Josquin Desprez - Motets

Deutsche Grammophon (Archiv 463 473-2)

"Relish the lovely sound of the Orlando Consort, revel in the sheer sensuality of the music and give yourselves the treat of being moved to tears by 'La Deploration', a loving memorial for a fellow great composer."
—Classic FM

"The Orlando Consort, singing one to a part, renders Josquin's complex with precise tuning, a medieval French pronunciation of the Latin texts and, above all, a terrific sense of the achievement of these pieces - especially in the massive 'O virgo virginum'. Delicious." [Performance: *****   Sound: *****]
—BBC Music Magazine

"Like great Renaissance paintings, great Renaissance music can transcend its own time to reveal the essence of our humanity. Josquin was arguably the greatest of Renaissance composers. The disc contains 16 examples of his art, including the sevenfold motet cycle Vultum tuum deprecabuntur, and ranging from the early Christe Fili Dei, whose top line is here experimentally sung to the text of the secular song on which it is based, to the Déploration de Johannes Ockeghem, a heartfelt tribute from one composer to another. It's fascinating to follow the development of Josquin's language from medieval decorative artifice - in Ut Phoebi radiis, for instance - to the intensely expressive polyphony of De profundis clamavi, where structure and emotion are as one. The Orlando Consort's performances are staggeringly beautiful."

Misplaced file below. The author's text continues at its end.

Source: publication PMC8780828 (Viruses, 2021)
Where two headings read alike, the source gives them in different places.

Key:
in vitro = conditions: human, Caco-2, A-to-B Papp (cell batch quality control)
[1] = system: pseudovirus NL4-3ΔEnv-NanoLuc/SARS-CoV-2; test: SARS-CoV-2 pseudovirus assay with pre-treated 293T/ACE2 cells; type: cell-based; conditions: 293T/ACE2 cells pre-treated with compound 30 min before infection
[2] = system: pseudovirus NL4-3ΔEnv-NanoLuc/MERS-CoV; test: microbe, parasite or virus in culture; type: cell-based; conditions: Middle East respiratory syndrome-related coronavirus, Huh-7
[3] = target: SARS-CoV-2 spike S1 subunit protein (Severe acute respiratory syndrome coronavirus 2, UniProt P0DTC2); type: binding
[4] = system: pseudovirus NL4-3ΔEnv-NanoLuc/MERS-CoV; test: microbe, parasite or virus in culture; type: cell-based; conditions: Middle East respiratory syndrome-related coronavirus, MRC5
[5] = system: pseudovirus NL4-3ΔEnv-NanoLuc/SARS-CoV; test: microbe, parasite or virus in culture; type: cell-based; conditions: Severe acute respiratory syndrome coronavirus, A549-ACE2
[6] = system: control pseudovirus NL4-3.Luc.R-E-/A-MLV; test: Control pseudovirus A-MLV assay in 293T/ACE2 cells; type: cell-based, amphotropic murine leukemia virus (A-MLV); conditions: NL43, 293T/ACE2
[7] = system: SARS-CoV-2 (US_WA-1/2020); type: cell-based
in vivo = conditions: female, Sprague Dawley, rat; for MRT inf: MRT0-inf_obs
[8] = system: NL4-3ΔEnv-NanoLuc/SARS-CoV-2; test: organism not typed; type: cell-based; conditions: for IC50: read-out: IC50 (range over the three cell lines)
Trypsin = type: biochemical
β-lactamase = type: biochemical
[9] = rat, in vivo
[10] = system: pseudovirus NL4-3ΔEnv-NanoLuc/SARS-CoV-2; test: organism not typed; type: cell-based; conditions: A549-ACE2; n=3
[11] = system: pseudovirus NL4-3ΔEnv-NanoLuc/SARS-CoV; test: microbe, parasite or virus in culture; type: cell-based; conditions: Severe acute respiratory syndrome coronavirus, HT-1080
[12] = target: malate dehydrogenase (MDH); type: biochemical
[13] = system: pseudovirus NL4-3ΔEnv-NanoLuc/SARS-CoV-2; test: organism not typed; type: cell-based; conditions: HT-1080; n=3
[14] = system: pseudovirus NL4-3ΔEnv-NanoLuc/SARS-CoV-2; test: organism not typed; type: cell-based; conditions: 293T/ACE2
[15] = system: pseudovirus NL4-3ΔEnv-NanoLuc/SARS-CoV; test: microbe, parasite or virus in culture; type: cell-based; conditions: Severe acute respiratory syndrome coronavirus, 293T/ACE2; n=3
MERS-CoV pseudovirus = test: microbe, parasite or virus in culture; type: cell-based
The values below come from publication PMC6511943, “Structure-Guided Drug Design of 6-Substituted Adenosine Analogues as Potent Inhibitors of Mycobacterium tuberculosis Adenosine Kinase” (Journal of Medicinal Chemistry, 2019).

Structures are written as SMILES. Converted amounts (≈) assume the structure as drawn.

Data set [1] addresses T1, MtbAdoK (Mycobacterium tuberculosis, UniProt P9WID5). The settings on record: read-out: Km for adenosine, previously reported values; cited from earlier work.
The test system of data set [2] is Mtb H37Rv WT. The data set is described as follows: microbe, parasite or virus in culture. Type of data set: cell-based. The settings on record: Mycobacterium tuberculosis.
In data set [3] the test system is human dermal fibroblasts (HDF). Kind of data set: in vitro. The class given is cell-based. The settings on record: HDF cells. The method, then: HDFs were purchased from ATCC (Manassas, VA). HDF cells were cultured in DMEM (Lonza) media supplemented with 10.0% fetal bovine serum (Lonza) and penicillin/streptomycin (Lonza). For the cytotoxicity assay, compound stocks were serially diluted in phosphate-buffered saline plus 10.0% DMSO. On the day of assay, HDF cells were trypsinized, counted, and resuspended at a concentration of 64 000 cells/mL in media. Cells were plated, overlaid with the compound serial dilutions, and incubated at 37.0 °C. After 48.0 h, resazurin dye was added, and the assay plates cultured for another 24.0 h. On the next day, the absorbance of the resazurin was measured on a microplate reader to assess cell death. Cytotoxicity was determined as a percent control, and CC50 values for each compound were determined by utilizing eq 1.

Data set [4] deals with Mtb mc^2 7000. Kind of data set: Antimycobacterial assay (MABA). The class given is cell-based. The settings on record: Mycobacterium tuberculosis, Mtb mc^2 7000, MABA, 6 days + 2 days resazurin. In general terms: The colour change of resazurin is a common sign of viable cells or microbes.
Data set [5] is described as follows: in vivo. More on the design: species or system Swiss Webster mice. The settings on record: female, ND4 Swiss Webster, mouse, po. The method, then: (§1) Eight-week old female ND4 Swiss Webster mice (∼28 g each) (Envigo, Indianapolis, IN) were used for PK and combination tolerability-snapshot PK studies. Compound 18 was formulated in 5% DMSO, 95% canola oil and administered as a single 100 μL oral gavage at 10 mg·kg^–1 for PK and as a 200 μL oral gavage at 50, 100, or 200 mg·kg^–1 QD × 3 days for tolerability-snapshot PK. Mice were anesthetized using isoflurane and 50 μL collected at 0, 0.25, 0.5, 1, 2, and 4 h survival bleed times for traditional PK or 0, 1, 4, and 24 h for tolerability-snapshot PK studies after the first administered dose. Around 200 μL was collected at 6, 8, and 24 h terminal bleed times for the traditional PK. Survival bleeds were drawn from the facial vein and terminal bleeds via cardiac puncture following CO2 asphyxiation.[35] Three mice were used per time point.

—The Sunday Times

"Josquin Desprez (c1455-1521) was one of the greatest of renaissance polyphonists, and the Orlando Consort's scrupulous performances of some of his most magnificent achievements, using new and specially prepared editions of the motets, do full justice to his invention and imagination. In works such as the four-voice Ut Phoebi Radiis and the lament for Ockeghem, Nymphes des Boys, the singers generally take a neutral interpretative line, allowing Josquin's own sense of musical architecture to determine the rate at which the music unfolds, without adding any extra articulation of their own. Some might prefer a more interventionist approach, but the intrinsic beauty of the Orlando's singing disarms most criticism. The clarity of the recording, which keeps every voice distinct even in the densest six-part textures, is a huge asset."
—The Guardian


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What am I listening to?

You are listening to Ave mundi rosa, a piece from the fourteenth-century, typically English in its use of sweet parallel harmonies. It is the latest in our ongoing series of recordings for Hyperion, a survey of English choral music from the late thirteenth to the early fourteenth centuries. You can hear more on the Hyperion website, read the engaging liner notes, and order or download tracks or the entire album in a number of formats.